One society is a melting pot of different cultures and constituencies, embracing a philosophy of personal responsibility and limited government. The other is a homogenous society, placing emphasis on social and governmental support systems.
Which one is America? And which one is Europe?
The conventional wisdom is that the first description defines the United States, and the second one defines the European Union. Recent events, though, have turned conventional wisdom on its ear.
All societies, of course, undergo extended periods of evolution and transition. Interestingly, the American and European cultures now appear to be engaging in a game of trading places.
Last week, American investors punished their domestic equity markets for an economic employment report that under performed their expectations. Although the unemployment rate in the United States has now declined from its recent peak of 10.2% to a far more moderate 7.6%, many pundits believe that this rate remains intolerably high, and thus investors sold shares in response to the news.
And yet any job growth at all, in contrast, would undoubtedly thrill European investors. Last week, the unemployment rate in the euro zone climbed to 12%, a record high. And in nations such as Spain and Greece, as well as among young workers, the rate is more than double this level.
In the past, unemployed European workers could rely upon a sympathetic citizenry and a generous social safety net to guide their way through economic down turns. In the current era of recessionary Europe, however, such levels of social goodwill and governmental support appear to be unavailable to them.
Building The Safety Net
Consider, for instance, the European system of health care services. In Greece, the birthplace of European democracy and a core member of the euro zone, the public health system is nearing collapse. The medical crisis has become so severe, in fact, that Doctors Without Borders — a nonprofit organization that usually focuses on providing care to residents of emerging nations — has begun to deliver charitable services in the country.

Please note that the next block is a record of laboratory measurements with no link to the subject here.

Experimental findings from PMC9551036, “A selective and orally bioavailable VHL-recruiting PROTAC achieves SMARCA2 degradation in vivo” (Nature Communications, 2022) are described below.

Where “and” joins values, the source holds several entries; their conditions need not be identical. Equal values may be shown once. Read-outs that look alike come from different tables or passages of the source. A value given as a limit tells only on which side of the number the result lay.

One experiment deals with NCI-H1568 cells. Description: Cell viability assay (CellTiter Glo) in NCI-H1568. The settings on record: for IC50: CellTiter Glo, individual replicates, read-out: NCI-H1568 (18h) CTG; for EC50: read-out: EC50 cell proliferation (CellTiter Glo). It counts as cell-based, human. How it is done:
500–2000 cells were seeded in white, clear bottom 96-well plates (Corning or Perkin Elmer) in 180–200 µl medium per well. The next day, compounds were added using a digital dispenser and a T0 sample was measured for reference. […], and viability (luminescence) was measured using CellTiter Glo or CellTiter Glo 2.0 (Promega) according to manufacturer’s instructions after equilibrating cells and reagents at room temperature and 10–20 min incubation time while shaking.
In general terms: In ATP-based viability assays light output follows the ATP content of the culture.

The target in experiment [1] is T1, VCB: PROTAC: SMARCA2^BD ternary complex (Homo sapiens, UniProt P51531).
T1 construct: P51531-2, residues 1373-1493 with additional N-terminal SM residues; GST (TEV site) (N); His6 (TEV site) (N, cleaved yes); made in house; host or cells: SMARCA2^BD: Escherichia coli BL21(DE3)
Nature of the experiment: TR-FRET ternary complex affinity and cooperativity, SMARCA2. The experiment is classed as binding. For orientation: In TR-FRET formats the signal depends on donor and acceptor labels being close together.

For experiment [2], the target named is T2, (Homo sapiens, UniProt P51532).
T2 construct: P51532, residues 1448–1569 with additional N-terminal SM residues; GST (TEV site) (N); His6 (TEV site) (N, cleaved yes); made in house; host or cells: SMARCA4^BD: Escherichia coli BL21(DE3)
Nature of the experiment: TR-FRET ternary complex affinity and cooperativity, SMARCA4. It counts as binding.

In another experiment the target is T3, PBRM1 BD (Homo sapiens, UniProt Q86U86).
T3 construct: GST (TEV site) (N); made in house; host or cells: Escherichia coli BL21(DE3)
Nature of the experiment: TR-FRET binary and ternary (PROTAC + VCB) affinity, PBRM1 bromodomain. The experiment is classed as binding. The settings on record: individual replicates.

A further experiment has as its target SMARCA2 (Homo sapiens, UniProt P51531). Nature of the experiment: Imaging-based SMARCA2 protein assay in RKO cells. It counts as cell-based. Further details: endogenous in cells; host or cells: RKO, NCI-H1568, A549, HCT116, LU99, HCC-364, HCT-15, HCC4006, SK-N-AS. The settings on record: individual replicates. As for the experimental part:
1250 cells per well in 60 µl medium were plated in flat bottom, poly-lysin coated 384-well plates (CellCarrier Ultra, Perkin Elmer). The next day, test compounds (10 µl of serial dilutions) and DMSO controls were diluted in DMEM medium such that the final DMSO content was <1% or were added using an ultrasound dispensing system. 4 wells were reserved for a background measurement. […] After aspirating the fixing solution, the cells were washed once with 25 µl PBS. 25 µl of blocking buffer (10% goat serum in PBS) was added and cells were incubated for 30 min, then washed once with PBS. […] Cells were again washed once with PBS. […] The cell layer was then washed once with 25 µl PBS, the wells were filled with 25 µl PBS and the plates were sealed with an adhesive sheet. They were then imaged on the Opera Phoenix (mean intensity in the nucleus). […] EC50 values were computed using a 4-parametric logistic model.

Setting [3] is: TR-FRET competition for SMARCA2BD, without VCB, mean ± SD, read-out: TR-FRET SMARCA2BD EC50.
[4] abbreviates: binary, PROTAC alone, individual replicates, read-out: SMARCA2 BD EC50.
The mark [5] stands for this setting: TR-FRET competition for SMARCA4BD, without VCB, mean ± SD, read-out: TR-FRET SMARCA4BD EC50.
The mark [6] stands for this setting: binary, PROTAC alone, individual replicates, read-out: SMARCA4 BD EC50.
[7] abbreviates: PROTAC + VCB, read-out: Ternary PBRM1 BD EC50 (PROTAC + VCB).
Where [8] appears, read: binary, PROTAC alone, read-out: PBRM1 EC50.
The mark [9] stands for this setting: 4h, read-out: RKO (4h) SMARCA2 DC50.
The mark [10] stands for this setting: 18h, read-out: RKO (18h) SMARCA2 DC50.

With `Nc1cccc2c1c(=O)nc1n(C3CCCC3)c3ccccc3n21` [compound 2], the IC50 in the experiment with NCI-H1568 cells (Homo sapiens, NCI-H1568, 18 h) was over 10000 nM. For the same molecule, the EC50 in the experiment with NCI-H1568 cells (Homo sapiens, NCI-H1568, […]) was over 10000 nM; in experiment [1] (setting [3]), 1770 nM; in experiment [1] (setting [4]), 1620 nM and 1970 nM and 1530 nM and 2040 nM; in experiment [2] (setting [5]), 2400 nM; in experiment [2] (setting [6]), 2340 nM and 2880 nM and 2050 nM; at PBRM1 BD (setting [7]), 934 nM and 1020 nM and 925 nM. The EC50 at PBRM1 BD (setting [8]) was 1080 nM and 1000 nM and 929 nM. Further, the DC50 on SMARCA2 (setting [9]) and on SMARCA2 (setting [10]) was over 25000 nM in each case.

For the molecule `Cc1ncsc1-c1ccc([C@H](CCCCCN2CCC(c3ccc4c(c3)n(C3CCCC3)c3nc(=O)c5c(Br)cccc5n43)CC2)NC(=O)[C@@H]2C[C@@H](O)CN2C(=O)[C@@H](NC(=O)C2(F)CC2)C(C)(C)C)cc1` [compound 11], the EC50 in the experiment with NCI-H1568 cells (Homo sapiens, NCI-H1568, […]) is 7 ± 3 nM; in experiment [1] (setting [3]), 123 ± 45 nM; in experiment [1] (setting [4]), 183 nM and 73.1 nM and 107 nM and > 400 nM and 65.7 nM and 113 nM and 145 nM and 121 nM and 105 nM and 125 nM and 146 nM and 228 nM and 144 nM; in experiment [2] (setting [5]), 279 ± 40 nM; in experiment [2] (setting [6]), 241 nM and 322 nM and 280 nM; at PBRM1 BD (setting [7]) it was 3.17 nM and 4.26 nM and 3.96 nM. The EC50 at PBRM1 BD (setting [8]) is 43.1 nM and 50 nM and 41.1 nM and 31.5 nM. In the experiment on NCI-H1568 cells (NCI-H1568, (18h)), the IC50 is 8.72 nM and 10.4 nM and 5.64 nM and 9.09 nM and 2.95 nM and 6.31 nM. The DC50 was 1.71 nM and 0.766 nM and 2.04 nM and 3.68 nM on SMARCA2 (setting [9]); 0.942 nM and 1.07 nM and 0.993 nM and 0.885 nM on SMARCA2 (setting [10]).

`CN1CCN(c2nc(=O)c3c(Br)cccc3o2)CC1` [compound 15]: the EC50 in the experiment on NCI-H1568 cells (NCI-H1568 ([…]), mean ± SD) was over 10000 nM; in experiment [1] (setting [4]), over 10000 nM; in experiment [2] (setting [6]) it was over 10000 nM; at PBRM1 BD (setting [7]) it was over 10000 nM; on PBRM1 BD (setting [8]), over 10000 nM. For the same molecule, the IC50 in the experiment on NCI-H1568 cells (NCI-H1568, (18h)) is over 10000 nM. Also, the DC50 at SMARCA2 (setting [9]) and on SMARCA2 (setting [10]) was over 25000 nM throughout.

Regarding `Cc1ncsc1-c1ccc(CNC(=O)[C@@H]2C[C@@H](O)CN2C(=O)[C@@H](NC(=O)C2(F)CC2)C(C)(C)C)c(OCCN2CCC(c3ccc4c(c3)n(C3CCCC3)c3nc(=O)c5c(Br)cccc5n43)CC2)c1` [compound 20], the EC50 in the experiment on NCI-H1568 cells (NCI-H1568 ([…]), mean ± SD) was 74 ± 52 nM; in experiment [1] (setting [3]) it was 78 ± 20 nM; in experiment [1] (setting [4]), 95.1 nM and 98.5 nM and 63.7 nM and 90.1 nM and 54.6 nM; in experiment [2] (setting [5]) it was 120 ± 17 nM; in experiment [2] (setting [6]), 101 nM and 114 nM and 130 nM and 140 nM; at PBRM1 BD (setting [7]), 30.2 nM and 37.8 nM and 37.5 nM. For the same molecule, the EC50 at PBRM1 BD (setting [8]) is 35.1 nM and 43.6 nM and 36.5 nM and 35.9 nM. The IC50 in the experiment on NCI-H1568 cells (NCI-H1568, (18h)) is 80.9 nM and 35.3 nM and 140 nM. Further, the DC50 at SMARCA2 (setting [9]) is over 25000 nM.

On the other hand, despite a contentious and deeply controversial development and approval process, the Affordable Care Act of the United States — a.k.a. “Obama Care” — is on track to launch a national marketplace of health insurance exchanges in January 2014. Although not a universal program of medical services per se, the new American system will provide for a level of access to health coverage that will far exceed levels found in nations like Greece.
Comprehensive health care coverage in the United States … but not in the cradle of European democracy? It’s a surprising sign that the two societies are in the process of trading places.
Forming Social Cohesion
Furthermore, the economic hardships of the European Union are generating levels of social strife that haven’t been experienced since the darkest days of the Second World War. Protestors are routinely comparing German Chancellor Angela Merkel to her infamous predecessor Adolph Hitler, and her Christian Democratic Union political party to his notorious Nazi movement.
Meanwhile, back in the United States, what are demonstrators chanting on the streets of America’s great cities? Slogans in favor of universal marriage! Apparently, political support for the extension of marriage rights to gay citizens has soared among American citizens during the past decade, including among many relatively conservative demographic groups.
Half a century ago, the assassination of an American president on the streets of Dallas, Texas touched off a firestorm of racial and ethnic strife that plagued the society of the United States for three full decades. Today, Europe appears to be entering a similar period of social disunion, at the very time that American society continues to heal itself.
In the meantime, what are the priorities facing American politicians? Are they focusing on goals and objectives that are likely to bring even greater cohesion to the nation and its citizens? Or do they intend to focus on issues that may tear the nation apart?
A brief review of the political headlines appears to indicate that the former, in fact, is true. Apparently, a bipartisan group of lawmakers is negotiating to guarantee the permanent assimilation of illegal immigrants. Meanwhile, President Obama has invited a group of Republican senators to dinner to discuss a “grand bargain” that ensures the long term stabilization and funding of Social Security, Medicare and Medicaid.
Conversely, European leaders continue to argue about the wisdom of forcing bank depositors to share the fiscal burdens of banking bailouts. And national leaders like David Cameron of Great Britain are authorizing referenda that raise the possibility of the dissolution of the European Union.
One political union is clearly a collection of socially cohesive individuals, whereas the other is (in reality) an assortment of combatively warring interests. Who could have ever predicted that the first is the United States of America, while the second is the European Union?